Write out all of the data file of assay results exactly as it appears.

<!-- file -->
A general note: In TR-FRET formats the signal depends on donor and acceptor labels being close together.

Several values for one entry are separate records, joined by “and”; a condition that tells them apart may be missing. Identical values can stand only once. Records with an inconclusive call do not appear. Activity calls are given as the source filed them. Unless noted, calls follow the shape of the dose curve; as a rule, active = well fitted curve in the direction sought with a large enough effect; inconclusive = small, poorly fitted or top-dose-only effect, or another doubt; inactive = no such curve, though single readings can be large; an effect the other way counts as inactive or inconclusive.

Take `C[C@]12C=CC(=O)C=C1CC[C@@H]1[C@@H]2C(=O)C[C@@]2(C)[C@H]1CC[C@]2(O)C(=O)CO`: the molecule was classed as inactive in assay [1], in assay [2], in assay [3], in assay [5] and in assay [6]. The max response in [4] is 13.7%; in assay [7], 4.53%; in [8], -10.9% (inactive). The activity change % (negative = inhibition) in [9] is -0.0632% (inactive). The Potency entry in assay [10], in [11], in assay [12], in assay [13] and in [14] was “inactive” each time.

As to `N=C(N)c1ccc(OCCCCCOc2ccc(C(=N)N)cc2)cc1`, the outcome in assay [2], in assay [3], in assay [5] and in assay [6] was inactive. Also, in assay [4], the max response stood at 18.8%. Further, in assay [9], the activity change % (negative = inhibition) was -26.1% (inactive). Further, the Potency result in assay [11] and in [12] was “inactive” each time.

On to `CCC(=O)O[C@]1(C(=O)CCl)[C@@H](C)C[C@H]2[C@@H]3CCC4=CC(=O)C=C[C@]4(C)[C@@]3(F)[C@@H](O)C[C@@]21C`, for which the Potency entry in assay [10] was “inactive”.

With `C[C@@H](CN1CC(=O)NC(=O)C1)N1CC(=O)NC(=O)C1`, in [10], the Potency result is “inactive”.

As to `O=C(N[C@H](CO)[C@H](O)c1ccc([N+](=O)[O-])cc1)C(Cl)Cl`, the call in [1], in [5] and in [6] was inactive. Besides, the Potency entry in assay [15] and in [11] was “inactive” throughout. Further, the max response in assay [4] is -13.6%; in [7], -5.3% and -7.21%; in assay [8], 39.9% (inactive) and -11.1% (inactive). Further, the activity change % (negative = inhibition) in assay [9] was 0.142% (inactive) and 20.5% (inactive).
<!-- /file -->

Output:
A general note: In TR-FRET formats the signal depends on donor and acceptor labels being close together.

Several values for one entry are separate records, joined by “and”; a condition that tells them apart may be missing. Identical values can stand only once. Records with an inconclusive call do not appear. Activity calls are given as the source filed them. Unless noted, calls follow the shape of the dose curve; as a rule, active = well fitted curve in the direction sought with a large enough effect; inconclusive = small, poorly fitted or top-dose-only effect, or another doubt; inactive = no such curve, though single readings can be large; an effect the other way counts as inactive or inconclusive.

Take `C[C@]12C=CC(=O)C=C1CC[C@@H]1[C@@H]2C(=O)C[C@@]2(C)[C@H]1CC[C@]2(O)C(=O)CO`: the molecule was classed as inactive in assay [1], in assay [2], in assay [3], in assay [5] and in assay [6]. The max response in [4] is 13.7%; in assay [7], 4.53%; in [8], -10.9% (inactive). The activity change % (negative = inhibition) in [9] is -0.0632% (inactive). The Potency entry in assay [10], in [11], in assay [12], in assay [13] and in [14] was “inactive” each time.

As to `N=C(N)c1ccc(OCCCCCOc2ccc(C(=N)N)cc2)cc1`, the outcome in assay [2], in assay [3], in assay [5] and in assay [6] was inactive. Also, in assay [4], the max response stood at 18.8%. Further, in assay [9], the activity change % (negative = inhibition) was -26.1% (inactive). Further, the Potency result in assay [11] and in [12] was “inactive” each time.

On to `CCC(=O)O[C@]1(C(=O)CCl)[C@@H](C)C[C@H]2[C@@H]3CCC4=CC(=O)C=C[C@]4(C)[C@@]3(F)[C@@H](O)C[C@@]21C`, for which the Potency entry in assay [10] was “inactive”.

With `C[C@@H](CN1CC(=O)NC(=O)C1)N1CC(=O)NC(=O)C1`, in [10], the Potency result is “inactive”.

As to `O=C(N[C@H](CO)[C@H](O)c1ccc([N+](=O)[O-])cc1)C(Cl)Cl`, the call in [1], in [5] and in [6] was inactive. Besides, the Potency entry in assay [15] and in [11] was “inactive” throughout. Further, the max response in assay [4] is -13.6%; in [7], -5.3% and -7.21%; in assay [8], 39.9% (inactive) and -11.1% (inactive). Further, the activity change % (negative = inhibition) in assay [9] was 0.142% (inactive) and 20.5% (inactive).